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scot47 Sep 15th 2020 8:16 am

Pursuing my interests in History by working through
"Black Spartacus" by Sudar Hazareesingh.

The story of Toussaint L'Ouverture and the tragedies that led to Papa Doc, familiar to some of us through book by Graham Greene, and the film based on it.
A dilemma for French Revolutionaries in the 1790s - Did the rights of man extend to slaves ?

uk_grenada Sep 15th 2020 10:22 am

Re: Haiti
Haiti has always been a basket case of a country and this continues to today. When the UN imported cholera , the major earthquake, and the local murderous police being maybe the most recent occurances.

The french occupy a special place in hell for their actions over the centuries [when did they stop taxing the island for rebellion?] but local leaders have pretty much all been bastards too. Didnt L’overture keep slaves?

scot47 Sep 15th 2020 2:40 pm

Re: Haiti
He did and he didn't. I recommend the book. I was surprised about the equivocal position of Bonaparte. And the role of Britannia in the shape of Scotland's own Henry Dundas.

uk_grenada Sep 15th 2020 2:49 pm

Re: Haiti
You are quoting the old british ‘scriptures’ about him. Take a read:On one matter Girard leaves no doubt, which is that L’Ouverture sometimes put his well-known talent for deceit to ruthless purposes. There was a moment in 1799 when, seeing an opportunity to curry favor with the British Empire and the hostile Americans, he treacherously betrayed an antislavery conspiracy in Jamaica — a coldblooded act if ever there was one, even if it served the narrow interest of the emancipated slaves in Saint-Domingue. Maybe L’Ouverture’s antislavery principles were more flexible than James could ever have suspected. L’Ouverture was himself a slave owner at one point (as his father had probably been in the Allada kingdom, Girard tells us), which is a fact that emerged only in 1977.

It is a little shocking to learn from Girard that at an early point in the revolution, when the antislavery cause seemed on the verge of collapse, L’Ouverture broached the idea of betraying his own emancipated followers by leading them back into bondage, in the hope of getting official protection for himself and one of his comrades. Ultimately he restored the slave trade in Saint-Domingue, after having abolished it — restored it because the plantations needed laborers, though he intended to free the newly purchased Africans after they had toiled for a number of years. Meanwhile he promulgated a labor code that in practice was only marginally better than slavery, even if it maintained the principle of emancipation.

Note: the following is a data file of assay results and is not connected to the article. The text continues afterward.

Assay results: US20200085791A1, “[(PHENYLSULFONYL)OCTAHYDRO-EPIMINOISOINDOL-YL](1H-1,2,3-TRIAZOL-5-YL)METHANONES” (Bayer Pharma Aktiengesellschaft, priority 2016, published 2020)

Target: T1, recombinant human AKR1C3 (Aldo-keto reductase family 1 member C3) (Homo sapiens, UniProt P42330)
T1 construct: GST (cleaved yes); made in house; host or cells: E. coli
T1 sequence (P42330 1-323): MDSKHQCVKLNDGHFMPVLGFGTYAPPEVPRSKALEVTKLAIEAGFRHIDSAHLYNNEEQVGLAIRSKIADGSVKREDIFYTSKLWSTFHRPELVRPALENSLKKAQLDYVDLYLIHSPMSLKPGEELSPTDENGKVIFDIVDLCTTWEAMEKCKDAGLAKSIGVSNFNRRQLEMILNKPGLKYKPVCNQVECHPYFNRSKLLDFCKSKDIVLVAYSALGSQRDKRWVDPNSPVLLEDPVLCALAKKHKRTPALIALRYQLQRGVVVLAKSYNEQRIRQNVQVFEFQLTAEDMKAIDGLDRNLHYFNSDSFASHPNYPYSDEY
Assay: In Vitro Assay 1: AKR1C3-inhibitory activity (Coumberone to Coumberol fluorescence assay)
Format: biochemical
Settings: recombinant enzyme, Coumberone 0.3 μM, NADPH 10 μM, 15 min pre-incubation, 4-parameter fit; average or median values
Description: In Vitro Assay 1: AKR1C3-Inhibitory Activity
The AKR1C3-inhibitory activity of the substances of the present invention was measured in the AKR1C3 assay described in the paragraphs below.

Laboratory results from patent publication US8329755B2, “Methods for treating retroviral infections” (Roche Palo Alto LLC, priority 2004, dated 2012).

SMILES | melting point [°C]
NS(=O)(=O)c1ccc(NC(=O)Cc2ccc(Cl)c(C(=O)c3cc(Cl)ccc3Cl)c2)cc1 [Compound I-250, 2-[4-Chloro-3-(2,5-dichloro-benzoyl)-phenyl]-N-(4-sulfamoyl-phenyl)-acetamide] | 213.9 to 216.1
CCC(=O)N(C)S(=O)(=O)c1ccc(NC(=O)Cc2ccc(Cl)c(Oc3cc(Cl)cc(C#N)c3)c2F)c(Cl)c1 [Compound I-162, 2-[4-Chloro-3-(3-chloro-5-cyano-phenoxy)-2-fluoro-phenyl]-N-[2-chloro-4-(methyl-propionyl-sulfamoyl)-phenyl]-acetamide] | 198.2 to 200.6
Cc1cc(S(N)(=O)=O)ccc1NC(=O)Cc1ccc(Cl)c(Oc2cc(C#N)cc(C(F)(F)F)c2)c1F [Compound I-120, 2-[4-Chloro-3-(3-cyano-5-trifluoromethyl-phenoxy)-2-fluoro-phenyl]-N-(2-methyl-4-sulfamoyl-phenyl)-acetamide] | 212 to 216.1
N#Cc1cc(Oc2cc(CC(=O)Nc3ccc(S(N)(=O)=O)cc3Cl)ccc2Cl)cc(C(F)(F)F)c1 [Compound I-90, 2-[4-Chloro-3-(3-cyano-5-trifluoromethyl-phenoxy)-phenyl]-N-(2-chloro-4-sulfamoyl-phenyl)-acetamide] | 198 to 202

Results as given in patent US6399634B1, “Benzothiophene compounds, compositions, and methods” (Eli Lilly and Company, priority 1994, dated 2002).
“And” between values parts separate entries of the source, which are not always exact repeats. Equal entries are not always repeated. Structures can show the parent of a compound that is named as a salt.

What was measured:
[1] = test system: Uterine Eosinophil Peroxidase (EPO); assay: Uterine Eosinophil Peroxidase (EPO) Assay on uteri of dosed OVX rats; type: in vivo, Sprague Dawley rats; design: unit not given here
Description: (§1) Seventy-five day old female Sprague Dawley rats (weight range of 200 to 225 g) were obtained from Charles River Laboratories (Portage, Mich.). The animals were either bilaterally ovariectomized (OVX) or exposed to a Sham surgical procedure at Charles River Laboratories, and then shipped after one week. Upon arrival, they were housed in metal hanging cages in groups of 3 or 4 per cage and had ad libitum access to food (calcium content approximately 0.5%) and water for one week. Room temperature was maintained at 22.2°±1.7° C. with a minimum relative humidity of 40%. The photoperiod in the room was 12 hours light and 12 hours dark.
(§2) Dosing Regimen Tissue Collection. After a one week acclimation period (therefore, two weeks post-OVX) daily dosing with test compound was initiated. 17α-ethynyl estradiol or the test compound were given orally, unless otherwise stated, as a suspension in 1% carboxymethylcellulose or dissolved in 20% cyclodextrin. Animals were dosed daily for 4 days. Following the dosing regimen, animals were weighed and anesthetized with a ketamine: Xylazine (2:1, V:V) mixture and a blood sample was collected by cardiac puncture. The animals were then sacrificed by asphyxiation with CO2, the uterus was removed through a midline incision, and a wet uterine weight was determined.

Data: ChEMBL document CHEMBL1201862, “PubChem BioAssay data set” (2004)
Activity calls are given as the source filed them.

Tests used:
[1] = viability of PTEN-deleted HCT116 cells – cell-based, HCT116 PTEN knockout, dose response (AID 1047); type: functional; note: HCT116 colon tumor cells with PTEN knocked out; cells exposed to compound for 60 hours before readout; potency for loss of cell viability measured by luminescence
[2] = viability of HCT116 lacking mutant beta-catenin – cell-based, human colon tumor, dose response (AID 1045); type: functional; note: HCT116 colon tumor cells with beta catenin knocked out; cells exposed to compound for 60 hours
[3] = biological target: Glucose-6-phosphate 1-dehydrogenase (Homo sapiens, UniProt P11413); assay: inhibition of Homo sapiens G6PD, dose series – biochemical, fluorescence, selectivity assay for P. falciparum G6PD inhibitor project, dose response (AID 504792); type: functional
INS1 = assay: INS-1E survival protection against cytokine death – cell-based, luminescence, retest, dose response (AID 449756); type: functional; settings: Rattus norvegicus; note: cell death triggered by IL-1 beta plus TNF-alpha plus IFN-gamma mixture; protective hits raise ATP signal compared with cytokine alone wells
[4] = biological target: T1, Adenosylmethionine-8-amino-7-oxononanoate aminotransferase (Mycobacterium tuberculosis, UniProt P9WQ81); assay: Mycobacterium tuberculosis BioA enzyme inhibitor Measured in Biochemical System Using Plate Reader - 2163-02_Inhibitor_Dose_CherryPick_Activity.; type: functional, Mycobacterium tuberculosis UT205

L’Ouverture was not, in short, an “abolitionist saint.” He was a man of his time. L’Ouverture’s “equivocation was representative of an age that had to reconcile Enlightenment principles and the labor requirements of plantations. Like three other great figures of the Age of Revolutions — Thomas Jefferson, Simón Bolívar and Napoleon — he had conflicted views on the delicate matter of human bondage.” At least L’Ouverture brought a greater lucidity to his conflicted views than did Jefferson or Napoleon. He knew that his goal was double: to preserve Saint-Domingue’s prospects for wealth, and, even so, to uphold the abolitionist idea.

scot47 Sep 15th 2020 5:32 pm

Re: Haiti
The biography by Girard is now contested by Sudar Hazareesingh of Baliol. "Black Spartacus" is a more positive account than that of Girard.

Next I shall turn my attention to the life of Dessalines. Then I shall start that task I have avoided until now - a survey of the literature on Napoleon Bonaparte.

uk_grenada Sep 15th 2020 5:58 pm

Re: Haiti
What does ‘positive’ mean in this context? Frankly its an academic exercise, whether some person who died acling time ago was only a slight slave owner or a more major slave owner, the legacy of the rulers of that island has not been a positive one. At least both acknowledge the african / middle eastern heritage of slavery.

scot47 Sep 18th 2020 4:45 am

Re: Haiti
Toussant L'ouverture and his successor Dessalines played a part in liberating the slaves of Haiti. No doubt about that. the region is still mired i n poverty and oppression. Haiti needs a Guevara or similar ! What they gor was the Duvaliers,, pere et fils !

Gordon Barlow Sep 22nd 2020 9:43 pm

Re: Haiti
Graham Greene felt frightened in Haiti in Papa Doc's time because he (GG) was writing a critical book. I spent a week there in 1966 as a backpacking tourist, and found it peaceful and very friendly - no doubt because I was not writing a book!

As for what Haiti needs... I think it needs the USA to keep out of the place. The country is way too far gone for it to ever develop democracy, but it might be better governed by the home-grown brownskin elite than by US or UN soldiers.

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